22. From the totality of the issues discussed hereinabove, it is clear that the purported service was done by a person not duly authorized by the Court. And if I would be wrong on that point, then the fact that the Affidavit was purportedly sworn drawn by one Charles Walioli Wabwoba and in the end sworn by one Patrick Simiyu Khaemba makes it utterly defective and not fit to evidence service or pass as a proper Affidavit that can be relied on in Court. Additionally, neither the said defective Affidavit nor the one sworn by one Mr. Charles Walioli Wabwoba on 22/10/2021 attached “a delivery receipt” as required by the rules hence it created doubt as to whether or not the Applicant herein was duly served as provided by law. In conclusion the service carried out was defective.
(b) Whether the ex parte proceedings and orders should be set aside
23. The Application was brought under, among others Order 51 Rule 15 of the Civil Procedure Rules. This is the provision which caters for situations where a court proceeds ex parte in an Application. It provides that “The court may set aside an order made ex parte.” The powers of the Court to set aside ex parte proceedings and orders is wide. But it must be exercised judicially. In the case of Patel v E.A. Cargo Handling Services Limited (1974) E.A. 75 the Court was of the view that the discretion of the Court in setting aside ex parte judgments or rulings is very wide. It was stated:
“There are no limits or restrictions on the judge’s discretion except that if he does vary the judgment, he does so on such terms as may be just. The main concern of the court is to do justice to the parties and the court will not impose condition on itself or fetter wide discretion given to it by the rules the principle obviously is that unless and until the count has pronounced judgment upon merits or by consent, it is to have power to revoke the expression of its coercive power where that has obtained only by a failure to follow any rule of procedure.”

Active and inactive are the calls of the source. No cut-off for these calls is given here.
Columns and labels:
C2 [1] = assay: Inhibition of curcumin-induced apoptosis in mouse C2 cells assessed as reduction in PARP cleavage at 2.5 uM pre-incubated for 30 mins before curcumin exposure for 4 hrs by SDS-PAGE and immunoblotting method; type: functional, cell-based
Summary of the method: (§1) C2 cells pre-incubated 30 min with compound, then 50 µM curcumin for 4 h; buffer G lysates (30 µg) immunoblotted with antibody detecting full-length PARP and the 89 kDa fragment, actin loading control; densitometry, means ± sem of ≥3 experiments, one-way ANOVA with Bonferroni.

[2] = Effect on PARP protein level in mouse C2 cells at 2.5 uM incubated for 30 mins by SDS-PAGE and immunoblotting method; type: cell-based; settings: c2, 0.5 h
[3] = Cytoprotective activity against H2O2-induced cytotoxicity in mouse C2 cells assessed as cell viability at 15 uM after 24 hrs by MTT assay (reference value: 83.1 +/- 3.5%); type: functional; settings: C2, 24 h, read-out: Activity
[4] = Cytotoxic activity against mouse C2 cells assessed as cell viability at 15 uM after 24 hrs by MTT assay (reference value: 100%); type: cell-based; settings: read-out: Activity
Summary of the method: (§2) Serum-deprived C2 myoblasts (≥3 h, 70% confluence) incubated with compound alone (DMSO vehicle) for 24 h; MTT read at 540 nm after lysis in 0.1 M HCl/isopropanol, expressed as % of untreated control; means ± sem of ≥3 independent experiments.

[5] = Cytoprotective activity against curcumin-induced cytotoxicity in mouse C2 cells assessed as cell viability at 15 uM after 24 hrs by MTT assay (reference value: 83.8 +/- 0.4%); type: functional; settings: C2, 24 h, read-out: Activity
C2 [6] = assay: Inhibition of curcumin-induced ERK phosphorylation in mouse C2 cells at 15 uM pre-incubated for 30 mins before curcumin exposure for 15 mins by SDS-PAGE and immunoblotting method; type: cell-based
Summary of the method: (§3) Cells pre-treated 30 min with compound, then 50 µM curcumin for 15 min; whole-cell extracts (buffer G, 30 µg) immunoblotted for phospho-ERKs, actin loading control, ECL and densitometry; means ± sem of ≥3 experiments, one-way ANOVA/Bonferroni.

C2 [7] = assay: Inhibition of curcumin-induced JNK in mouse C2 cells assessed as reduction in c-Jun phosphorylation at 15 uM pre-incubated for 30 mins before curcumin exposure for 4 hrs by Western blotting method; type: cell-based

24. And even then, where it is clear that either there was no service of a document or that the service was erroneous and judgment has been entered thereto, the Court will set aside the proceedings ex debito justitiae. I am guided by the Court of Appeal case of Patrick Omondi Opiyo T/A Dallas Pub v Shaban Keah & Another  eKLR where their Lordships stated as follows:
“Service of summons accords the sued party the opportunity to be heard before any orders are issued against him/her. That is the essence of the rules of natural justice which all legal systems applaud. Where therefore judgment is entered against a party who has not been served and hence not been heard, such judgment will be set aside ex debito justitiae.”
25. This was the similar holding in James Kanyita Nderitu and Another vs. Marios Philotas Ghikas & Another  eKLR where the Court stated as follows:
“If there is no proper or any service of summons to enter appearance to the suit, the resulting default judgment is an irregular judgment liable to be set aside by the court ex debito justitiae. Such a Judgment is not set aside in the exercise of discretion but as a matter of judicial duty in order to uphold the integrity of the judicial process.”
26. The in the instant case, the service was defective. Based on that defective service, on 12/10/2021 the Court proceeded to order that status quo be maintained and that there having been no response to the Application the court would deliver its ruling on 8/12/2021. In the circumstances, this Court must and should hereby set aside the proceedings of and vacate orders made on 12/10/2021.
27. The upshot is that the Application is merited and is therefore allowed as prayed. The orders of status quo granted on the 12/10/2021 are hereby vacated.
(c) Whether the Applicant should be granted leave to oppose the Application dated 23/09/2021
28. Having set aside the Orders of 12/10/2021, I exercise my discretion to direct that the Applicant herein is given five (5) days to respond to the Application dated 23/09/2021 and serve the Replying Affidavit within the said period. The Respondent herein shall have leave of three (3) days to file a Supplementary Affidavit if need be together with written submissions and serve the same on the Applicant herein. The Applicant too shall have three (3) days to file and serve the Respondent with written submissions on the said Application. The submissions not to exceed four (4) pages of New Times Roman Font 12 of 1.5 spacing.
(d) Who bears the costs of this Application?
29. Ordinarily, costs follow the event. However, in the instant Application this Court exercises its discretion to direct that costs shall be in the cause.
30. This matter shall be mentioned on the 20/12/2021 for fixing a date for Ruling on the Application dated 23/09/2021.
It is so ordered.
DATED, SIGNED AND DELIVERED AT KITALE VIA ELECTRONIC MAIL ON THIS 8TH DAY OF DECEMBER, 2021
DR. IUR FRED NYAGAKA
JUDGE, ELC, KITALE.